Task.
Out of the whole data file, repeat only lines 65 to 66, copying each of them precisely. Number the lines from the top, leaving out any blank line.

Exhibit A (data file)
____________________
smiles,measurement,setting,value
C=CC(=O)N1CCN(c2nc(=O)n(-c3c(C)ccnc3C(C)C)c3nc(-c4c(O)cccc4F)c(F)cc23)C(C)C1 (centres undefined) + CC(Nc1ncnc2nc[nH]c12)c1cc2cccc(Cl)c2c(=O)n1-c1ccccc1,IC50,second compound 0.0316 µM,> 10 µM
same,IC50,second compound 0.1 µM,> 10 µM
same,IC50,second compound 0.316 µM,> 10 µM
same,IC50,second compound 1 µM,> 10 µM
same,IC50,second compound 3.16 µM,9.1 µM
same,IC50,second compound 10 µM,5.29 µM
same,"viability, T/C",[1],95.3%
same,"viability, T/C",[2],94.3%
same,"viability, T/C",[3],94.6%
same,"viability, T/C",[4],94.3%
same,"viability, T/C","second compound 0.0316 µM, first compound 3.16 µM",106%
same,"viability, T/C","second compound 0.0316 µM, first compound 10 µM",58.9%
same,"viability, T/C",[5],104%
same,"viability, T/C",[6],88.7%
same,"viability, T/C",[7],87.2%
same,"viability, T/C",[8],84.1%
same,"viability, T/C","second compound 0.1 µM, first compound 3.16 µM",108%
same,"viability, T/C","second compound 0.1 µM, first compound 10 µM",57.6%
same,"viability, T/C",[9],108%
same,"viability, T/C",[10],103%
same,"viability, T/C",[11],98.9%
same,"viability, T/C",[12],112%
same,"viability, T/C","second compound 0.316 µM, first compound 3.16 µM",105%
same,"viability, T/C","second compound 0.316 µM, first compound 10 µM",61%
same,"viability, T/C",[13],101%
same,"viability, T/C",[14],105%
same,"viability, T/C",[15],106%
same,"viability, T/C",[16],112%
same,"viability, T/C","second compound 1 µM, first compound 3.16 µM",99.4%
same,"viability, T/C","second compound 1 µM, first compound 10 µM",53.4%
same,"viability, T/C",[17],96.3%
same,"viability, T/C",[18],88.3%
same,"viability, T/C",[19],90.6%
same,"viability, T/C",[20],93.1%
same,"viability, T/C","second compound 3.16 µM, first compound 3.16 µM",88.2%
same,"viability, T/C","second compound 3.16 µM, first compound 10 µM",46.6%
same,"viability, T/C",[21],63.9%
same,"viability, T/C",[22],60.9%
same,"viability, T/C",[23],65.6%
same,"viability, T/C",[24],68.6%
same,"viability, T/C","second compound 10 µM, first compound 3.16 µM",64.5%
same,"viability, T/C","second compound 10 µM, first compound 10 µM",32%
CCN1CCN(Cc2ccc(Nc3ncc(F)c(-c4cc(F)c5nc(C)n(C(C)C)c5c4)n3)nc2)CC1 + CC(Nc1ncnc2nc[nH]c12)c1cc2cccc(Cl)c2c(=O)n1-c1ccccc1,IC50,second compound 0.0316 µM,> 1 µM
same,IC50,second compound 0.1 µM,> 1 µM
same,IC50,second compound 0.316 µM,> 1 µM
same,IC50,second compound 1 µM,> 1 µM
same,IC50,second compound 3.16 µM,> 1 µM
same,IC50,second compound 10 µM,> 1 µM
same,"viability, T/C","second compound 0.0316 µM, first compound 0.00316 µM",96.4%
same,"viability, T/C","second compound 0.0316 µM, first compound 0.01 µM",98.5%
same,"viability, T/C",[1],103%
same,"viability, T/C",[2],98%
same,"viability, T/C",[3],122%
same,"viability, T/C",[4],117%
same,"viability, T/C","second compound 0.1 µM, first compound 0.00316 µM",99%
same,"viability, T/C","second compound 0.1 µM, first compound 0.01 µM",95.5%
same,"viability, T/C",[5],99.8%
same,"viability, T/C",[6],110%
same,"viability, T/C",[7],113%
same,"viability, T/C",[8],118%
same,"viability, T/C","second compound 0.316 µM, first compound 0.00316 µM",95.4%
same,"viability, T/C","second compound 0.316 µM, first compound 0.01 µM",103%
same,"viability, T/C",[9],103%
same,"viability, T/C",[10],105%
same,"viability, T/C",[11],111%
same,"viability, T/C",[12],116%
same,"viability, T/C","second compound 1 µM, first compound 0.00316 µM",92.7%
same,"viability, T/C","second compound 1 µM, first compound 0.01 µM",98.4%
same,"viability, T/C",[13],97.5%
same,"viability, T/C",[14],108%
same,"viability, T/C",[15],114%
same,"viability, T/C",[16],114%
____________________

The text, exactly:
same,"viability, T/C",[10],105%
same,"viability, T/C",[11],111%